The 20th century saw the emergence of several new Māori political parties. However, it was not until 1967 that the National government changed the law to allow Māori to stand in European electorates, and only in 1975 did Māori gain the choice to enrol either on the Māori or the general electoral roll.
Rātana began as a pan-Māori religious movement led by the charismatic prophet Tahupōtiki Wiremu Rātana. The movement soon became deeply involved in politics, and a fundamental kaupapa (foundational principle or idea) was ratification of the Treaty of Waitangi. Driven by the increasing poverty and landlessness of Māori, it became the first political group to transcend tribal loyalties and mobilise Māori on a national basis. Rātana members held the Southern Māori seat from 1932, Western Māori from 1935 and Northern Māori from 1938.
The Rātana–Labour alliance
In 1936 Rātana formed an alliance with the Labour Party, and Rātana members began to stand for Parliament under the Labour banner.
The first Labour government provided social welfare benefits to Māori on the same basis as non- Māori. The Rātana movement took credit for this and secured the Māori vote for Labour until 1996. During this time important Māori MPs included Eruera Tirikātene, Iriaka Rātana and Whetū Tirikātene-Sullivan (the first two Māori women MPs), and Matiu Rata.
The 1993 election in Northern Māori of Tau Hēnare for New Zealand First was a sign of change in the Māori electorates.
Iriaka Rātana (Te Āti Haunui-ā-Pāpārangi) became the first Māori woman MP in 1949. She won the Western Māori seat following the death of her husband Matiu Rātana, who had succeeded his older brother Haami Tokouru Rātana in 1945. Iriaka Rātana held her seat for 20 years and focused on social welfare issues.
Whetū Tirikātene-Sullivan (Ngāi Tahu), a member of the Labour Party, succeeded her father, Eruera Tirikātene, in the Southern Māori electorate. By the time of her retirement in 1996, she was New Zealand’s longest-serving female MP. During her tenure she held the cabinet portfolios of minister of tourism, associate minister of social welfare and minister for the environment. In 2011 Rino Tirikātene – grandson of Eruera Tirikātene and nephew of Whetū Tirikātene-Sullivan – was elected the Labour MP for Te Tai Tonga, formerly the Southern Māori electorate that his grandfather and aunt had held for 64 years (1932–96).
Matiu Rata (Ngāti Kurī), a member of the Rātana church, a former seaman and a trade-union official, represented Northern Māori from 1963 until 1980. As minister of Māori affairs and of lands in the 1972–75 Labour government he was instrumental in establishing the Waitangi Tribunal. He said Māori grievances over land ‘were sufficiently strongly based that no government worth its salt would be able to ignore them once they were properly investigated.’1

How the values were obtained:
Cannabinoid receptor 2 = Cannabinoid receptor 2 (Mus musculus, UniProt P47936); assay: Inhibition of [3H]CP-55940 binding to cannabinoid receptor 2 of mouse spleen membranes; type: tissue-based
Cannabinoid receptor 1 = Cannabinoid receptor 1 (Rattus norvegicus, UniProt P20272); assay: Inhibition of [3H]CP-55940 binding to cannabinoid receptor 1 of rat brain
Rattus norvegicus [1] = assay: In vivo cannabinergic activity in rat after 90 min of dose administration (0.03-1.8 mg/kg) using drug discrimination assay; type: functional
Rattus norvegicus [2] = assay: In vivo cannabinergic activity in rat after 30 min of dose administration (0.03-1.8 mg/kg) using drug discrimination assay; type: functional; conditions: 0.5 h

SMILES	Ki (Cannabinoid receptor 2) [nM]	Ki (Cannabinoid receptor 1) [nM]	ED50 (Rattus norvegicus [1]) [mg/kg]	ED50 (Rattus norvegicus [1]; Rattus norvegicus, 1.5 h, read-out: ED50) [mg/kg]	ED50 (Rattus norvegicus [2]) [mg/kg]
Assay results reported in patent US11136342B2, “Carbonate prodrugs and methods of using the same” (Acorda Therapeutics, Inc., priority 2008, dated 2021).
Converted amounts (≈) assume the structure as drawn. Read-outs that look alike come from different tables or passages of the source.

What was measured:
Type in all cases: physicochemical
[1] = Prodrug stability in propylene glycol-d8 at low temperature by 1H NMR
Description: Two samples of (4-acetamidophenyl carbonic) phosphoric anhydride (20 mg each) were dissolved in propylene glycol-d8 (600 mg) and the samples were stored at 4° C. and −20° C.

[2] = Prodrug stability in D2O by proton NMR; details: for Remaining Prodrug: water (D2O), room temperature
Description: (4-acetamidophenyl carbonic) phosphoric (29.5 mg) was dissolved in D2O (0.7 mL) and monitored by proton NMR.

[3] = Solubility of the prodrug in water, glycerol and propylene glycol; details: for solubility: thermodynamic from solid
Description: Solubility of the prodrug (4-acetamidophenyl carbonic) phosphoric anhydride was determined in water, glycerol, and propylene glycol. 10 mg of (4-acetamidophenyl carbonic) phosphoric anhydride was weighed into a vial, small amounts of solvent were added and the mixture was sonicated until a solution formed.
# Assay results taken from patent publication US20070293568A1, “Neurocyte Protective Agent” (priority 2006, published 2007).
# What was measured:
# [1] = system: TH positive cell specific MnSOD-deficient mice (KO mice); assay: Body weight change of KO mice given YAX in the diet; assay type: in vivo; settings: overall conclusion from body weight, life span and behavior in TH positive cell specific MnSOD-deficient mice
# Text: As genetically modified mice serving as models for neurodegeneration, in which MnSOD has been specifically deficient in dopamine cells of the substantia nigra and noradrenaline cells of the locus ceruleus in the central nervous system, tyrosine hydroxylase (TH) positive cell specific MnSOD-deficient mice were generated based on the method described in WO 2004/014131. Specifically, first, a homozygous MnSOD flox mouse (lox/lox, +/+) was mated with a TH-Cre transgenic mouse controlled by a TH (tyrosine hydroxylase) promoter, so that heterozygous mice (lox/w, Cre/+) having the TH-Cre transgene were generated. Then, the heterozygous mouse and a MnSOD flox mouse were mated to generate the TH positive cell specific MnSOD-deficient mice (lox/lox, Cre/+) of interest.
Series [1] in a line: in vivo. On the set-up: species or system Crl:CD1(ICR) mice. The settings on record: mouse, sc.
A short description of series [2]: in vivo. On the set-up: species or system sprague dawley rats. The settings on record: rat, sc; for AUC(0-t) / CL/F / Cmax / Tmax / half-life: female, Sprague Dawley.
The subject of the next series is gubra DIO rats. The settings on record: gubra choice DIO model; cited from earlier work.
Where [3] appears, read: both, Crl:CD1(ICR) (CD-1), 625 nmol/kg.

He also played a key role in having 6 February (the day the Treaty of Waitangi was signed) declared a public holiday. Rata resigned from the Labour Party in 1979 and from Parliament in 1980, saying that Labour paid insufficient attention to Māori matters.
As the leader of the newly formed Mana Motuhake party, he contested a by-election in his Northern Māori electorate, but lost to Labour candidate Bruce Gregory and did not succeed in returning to Parliament. He went on to negotiate land and fishing claims on behalf of the Muriwhenua tribes of the Far North, working in this area until his death in 1997.
Mana Motuhake’s name refers to Māori self-determination, and its fundamental purpose was to retain and regain Māori land. At the 1981 general election Mana Motuhake captured over 15% of the Māori vote. It allied with New Labour in 1990 and became part of the Alliance Party in 1993. Eva Rickard then led a breakaway group to form a new Māori political party – the Mana Māori Movement – which contested the 2002 general election.
In 1993 Sandra Lee (later Sandra Lee-Vercoe), the deputy leader of Mana Motuhake and a member of the Alliance coalition, won the Auckland Central electorate. Lee was the first Māori woman to win a general electorate. In 1996 and 1999 she returned to Parliament as the Mana Motuhake list member of the Alliance. In 1999 she was appointed minister of local government and oversaw a number of local government reforms. Lee also served as minister of conservation and associate minister of Māori affairs.